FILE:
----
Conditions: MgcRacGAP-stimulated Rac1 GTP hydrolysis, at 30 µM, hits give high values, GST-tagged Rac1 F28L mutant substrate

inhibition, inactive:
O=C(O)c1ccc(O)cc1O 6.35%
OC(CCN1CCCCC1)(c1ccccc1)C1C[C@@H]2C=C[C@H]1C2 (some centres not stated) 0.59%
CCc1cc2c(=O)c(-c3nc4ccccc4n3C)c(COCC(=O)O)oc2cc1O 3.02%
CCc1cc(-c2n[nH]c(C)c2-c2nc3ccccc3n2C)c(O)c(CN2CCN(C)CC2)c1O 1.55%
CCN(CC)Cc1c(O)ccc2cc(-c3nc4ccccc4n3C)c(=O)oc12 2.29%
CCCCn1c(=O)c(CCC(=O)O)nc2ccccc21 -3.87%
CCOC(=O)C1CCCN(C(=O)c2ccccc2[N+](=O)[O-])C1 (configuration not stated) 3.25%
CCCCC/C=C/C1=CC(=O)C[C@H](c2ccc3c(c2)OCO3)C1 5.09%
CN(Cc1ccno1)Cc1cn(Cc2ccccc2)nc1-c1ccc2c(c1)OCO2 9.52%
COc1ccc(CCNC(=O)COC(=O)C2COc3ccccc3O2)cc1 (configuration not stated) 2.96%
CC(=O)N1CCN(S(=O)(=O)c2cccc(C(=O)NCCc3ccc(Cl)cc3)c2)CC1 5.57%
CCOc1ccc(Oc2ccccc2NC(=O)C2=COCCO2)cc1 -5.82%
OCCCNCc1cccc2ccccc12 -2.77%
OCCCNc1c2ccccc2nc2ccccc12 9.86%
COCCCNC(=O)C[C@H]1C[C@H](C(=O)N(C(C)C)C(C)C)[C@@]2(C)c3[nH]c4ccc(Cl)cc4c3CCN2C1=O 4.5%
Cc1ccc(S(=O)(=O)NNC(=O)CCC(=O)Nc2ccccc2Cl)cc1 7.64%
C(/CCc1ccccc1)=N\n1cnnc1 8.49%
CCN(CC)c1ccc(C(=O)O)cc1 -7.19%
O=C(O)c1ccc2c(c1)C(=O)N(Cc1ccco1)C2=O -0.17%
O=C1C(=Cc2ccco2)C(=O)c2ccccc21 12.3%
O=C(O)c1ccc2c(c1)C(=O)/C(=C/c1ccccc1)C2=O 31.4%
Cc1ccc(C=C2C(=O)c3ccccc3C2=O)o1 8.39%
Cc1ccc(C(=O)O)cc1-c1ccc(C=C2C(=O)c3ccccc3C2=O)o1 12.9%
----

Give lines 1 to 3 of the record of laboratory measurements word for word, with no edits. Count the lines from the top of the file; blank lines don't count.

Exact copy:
Conditions: MgcRacGAP-stimulated Rac1 GTP hydrolysis, at 30 µM, hits give high values, GST-tagged Rac1 F28L mutant substrate

inhibition, inactive:
O=C(O)c1ccc(O)cc1O 6.35%